So, in case you're wondering what we learned, it was that you don't want to write all your code in Prolog. Even those doing logical search in some cases. The default on bottom of the stack should not be Prolog. You want to use the most powerful language you can that supports DSL's & FFI's. You then embed things like Prolog in it to use when ideally suited for problem. Anything that's easier to handle a different way is done differently. LISP and REBOL were main proponents of this approach with Allegro CL still bragging about their Prolog implementation. "sklogic" added Standard ML to his LISP for coding safer, easier-to-analyze modules on top of DSL's for parsing & Prolog. Haskell has recently joined the fray where a number of DSL's are letting one mix benefits of Haskell and low-level languages like C. Galois Ivory language & Bluespec come to mind. If a tool such as SWI Prolog is used, the typical case should be prototyping & verifying Prolog source that's then embedded in a better tool like those. There's times like Zebra puzzle, NLP, etc where constaints allow it used standalone. Also, possibility of doing things in reverse extending Prolog with foreign primitives instead. More space to explore in R&D.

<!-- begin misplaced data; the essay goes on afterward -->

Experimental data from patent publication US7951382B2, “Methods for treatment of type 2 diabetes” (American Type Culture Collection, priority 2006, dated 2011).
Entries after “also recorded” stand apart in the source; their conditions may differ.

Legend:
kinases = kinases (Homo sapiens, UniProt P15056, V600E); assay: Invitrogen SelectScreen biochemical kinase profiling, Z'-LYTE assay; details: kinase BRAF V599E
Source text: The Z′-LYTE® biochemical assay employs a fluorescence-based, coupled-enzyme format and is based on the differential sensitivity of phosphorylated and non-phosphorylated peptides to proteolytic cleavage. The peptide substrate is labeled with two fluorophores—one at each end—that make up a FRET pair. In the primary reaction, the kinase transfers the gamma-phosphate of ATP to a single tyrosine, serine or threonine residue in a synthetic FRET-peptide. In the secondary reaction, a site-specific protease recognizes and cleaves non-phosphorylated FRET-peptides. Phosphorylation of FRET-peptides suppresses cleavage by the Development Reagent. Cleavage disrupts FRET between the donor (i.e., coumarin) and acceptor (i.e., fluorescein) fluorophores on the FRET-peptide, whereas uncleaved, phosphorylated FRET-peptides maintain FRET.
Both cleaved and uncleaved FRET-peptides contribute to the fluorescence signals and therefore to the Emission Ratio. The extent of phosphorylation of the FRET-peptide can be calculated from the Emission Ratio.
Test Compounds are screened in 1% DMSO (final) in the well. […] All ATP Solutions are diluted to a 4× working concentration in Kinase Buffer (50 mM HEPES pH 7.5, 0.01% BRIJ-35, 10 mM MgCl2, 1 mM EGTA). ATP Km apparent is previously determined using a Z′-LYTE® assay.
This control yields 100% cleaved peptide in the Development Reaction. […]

Point is that was the hard-learned lesson of decades of failures to do everything in Prolog. It just didn't work. It was ideal for some things but slow, hard-to-write, and hard-to-maintain for other things. Same was true for many models. Hence, a unified tool can express and integrate each of those models to let builder use best tool for each job. Alternatively, data formats, calling conventions, or protocols standardized to integrate separate programs using separate models. High-assurance recently did something similar for verification in DeepSpec program that led to CertiKOS OS. A bunch of DSL's are used. Prior efforts tried to build & verify it all in one tool like FOL or HOL but work was miserable.

" I've maintained for years that anyone who can solve a sudoku puzzle has the intelligence to learn to program."

I've never thought about it. Especially in light of Prolog. Very interesting. Now you got me wanting to drop Prolog on some Sudoku fan sites to see what happens. Have to have syntactic sugar, libraries for common things, and great tutorial so the start is painless. I'll hold off for now but keep it in mental peripheral if I see someone messing with sudoku.